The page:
On which side should a watch be worn? Left or right?
Wearing your watch on the left side has become a norm, but is it justified? Many of you wear your Made in France Charlie watch on your wrist, but not on just any side! Very often the left. But why? There are various explanations for this, but for you, and only for you, the Team Charlie Paris has retained three.
90% right-handed: Only 10% of the population is left-handed. Since it's easier for a right-handed person to wear his or her watch on the left, one could simply explain that most people naturally wear it on their left wrist. That said, some left-handed people also wear their watches on the left. So what other explanations are behind this strange custom?
More convenient for winding the watch: Often the winding mechanism of a watch, for an automatic watch for women, is located on the right side of the case. Therefore, left and right-handed people find it more convenient to wear their Charlie Paris watch on the left side to handle with ease, precision, dexterity, finesse and love their winder. It was necessary to think about it!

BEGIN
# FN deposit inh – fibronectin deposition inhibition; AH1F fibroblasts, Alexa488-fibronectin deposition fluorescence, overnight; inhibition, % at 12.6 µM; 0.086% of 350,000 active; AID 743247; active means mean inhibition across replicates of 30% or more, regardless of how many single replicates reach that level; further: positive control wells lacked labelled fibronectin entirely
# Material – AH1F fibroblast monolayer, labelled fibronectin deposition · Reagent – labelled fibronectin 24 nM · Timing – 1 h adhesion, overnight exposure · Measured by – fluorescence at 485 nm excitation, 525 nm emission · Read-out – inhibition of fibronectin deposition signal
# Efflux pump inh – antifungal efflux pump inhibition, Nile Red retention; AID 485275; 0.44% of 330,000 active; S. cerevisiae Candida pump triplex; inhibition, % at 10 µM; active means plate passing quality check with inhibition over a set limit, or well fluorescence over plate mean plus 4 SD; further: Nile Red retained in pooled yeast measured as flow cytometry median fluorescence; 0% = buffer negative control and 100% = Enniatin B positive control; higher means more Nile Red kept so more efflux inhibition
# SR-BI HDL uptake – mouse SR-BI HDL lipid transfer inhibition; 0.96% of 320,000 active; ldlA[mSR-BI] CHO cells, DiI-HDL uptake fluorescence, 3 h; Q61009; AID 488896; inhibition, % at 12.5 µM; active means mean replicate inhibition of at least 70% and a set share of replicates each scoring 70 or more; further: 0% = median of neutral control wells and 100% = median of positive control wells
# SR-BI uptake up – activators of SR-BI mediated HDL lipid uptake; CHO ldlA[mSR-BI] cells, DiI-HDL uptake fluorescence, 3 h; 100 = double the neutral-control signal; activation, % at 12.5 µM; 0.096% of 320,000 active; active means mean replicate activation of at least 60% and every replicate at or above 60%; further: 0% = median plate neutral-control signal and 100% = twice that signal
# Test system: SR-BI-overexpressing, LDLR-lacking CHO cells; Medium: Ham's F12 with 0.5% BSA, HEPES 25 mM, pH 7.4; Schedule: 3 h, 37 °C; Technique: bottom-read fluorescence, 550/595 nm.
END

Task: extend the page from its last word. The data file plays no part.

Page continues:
Wear your watch on the left side to better protect it: In the past, watches were much more fragile. They were cylinder watches with a total absence of anti-shock. Also, the work was much harder and hammers and agricultural tools were frequently used, which would have put the watches to too much strain. The left arm being much less solicited, the watch was worn on the left. If today the watches are more resistant, the habit remained. If you wear your watch on the arm that works the least, you have less risk of damaging it. Also, for right-handed people, when you hold a glass, you naturally do it with your right hand. It would therefore be awkward to wear your watch on that side.